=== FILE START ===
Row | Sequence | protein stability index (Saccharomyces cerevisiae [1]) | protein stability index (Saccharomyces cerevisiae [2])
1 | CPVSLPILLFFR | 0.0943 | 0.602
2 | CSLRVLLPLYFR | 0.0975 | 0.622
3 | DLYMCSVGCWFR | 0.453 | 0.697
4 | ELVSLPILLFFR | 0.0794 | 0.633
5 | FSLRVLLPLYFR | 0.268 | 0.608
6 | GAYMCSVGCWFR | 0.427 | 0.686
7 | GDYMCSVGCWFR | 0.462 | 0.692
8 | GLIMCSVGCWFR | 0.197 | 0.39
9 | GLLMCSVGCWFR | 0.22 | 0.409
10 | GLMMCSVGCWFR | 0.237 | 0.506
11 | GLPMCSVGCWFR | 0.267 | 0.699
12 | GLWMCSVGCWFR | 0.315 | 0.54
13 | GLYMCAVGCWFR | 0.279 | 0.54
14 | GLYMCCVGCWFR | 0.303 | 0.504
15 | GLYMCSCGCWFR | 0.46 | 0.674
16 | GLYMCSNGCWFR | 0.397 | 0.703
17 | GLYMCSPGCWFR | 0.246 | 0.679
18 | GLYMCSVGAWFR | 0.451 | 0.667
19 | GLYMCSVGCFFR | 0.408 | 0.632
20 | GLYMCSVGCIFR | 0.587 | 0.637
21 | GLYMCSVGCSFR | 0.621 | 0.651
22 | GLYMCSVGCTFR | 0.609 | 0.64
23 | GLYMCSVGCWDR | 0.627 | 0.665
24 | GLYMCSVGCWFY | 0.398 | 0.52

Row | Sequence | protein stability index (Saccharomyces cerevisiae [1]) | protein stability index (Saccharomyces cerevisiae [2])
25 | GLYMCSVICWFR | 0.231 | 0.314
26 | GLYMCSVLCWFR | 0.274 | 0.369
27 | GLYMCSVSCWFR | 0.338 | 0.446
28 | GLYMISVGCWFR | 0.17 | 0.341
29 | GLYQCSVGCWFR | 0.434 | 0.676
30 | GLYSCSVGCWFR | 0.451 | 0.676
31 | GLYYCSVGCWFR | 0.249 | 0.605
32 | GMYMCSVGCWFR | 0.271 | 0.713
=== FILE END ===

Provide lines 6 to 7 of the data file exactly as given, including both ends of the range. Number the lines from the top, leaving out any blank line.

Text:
5 | FSLRVLLPLYFR | 0.268 | 0.608
6 | GAYMCSVGCWFR | 0.427 | 0.686